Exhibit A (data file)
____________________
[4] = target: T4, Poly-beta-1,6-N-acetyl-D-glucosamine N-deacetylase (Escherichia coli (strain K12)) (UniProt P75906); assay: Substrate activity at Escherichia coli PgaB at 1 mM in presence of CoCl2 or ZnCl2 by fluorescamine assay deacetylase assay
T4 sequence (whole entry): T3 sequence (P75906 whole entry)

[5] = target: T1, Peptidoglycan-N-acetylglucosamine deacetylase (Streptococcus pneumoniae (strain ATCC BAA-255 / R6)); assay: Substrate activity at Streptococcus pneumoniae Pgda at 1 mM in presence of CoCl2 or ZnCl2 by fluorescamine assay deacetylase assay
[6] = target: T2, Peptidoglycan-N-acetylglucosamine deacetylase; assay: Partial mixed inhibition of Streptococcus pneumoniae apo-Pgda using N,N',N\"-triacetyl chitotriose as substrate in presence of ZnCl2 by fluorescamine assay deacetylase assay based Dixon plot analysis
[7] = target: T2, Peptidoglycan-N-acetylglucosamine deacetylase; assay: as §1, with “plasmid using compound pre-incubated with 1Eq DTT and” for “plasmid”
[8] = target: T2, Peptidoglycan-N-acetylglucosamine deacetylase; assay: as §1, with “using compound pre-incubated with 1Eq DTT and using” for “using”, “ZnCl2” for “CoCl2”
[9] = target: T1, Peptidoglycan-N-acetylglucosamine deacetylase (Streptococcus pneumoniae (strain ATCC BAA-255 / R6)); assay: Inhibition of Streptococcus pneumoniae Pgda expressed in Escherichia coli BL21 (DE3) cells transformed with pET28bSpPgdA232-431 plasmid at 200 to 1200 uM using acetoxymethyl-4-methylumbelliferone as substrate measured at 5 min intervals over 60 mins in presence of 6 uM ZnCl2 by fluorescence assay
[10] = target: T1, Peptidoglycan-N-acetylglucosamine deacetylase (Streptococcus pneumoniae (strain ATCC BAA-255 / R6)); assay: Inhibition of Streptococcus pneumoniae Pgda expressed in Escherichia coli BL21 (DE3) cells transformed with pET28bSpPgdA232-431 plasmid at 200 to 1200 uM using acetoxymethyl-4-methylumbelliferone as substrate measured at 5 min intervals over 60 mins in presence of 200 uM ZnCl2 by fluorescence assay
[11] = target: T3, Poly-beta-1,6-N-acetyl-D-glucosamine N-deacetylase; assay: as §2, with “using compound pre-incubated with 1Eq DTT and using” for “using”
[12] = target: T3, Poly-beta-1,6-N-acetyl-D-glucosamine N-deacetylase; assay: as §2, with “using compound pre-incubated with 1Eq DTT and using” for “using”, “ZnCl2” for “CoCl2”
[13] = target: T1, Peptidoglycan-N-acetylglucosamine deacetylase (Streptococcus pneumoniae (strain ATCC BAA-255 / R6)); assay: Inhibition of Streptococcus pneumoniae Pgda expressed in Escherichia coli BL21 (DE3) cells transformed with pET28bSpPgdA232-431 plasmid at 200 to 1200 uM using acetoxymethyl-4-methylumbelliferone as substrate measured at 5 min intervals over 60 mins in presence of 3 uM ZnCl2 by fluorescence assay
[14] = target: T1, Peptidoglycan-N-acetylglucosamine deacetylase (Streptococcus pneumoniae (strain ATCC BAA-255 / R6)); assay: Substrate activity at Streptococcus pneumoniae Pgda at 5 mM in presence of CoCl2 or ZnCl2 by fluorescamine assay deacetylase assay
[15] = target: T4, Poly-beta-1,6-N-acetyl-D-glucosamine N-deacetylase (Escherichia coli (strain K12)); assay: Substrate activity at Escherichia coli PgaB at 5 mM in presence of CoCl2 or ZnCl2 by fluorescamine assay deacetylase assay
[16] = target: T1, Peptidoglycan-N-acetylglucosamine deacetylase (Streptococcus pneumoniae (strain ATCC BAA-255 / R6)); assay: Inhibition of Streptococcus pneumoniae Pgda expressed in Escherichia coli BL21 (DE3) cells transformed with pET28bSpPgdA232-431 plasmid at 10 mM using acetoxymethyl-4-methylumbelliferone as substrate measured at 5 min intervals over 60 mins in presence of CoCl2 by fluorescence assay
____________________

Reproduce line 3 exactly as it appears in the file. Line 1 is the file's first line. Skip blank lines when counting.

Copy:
[5] = target: T1, Peptidoglycan-N-acetylglucosamine deacetylase (Streptococcus pneumoniae (strain ATCC BAA-255 / R6)); assay: Substrate activity at Streptococcus pneumoniae Pgda at 1 mM in presence of CoCl2 or ZnCl2 by fluorescamine assay deacetylase assay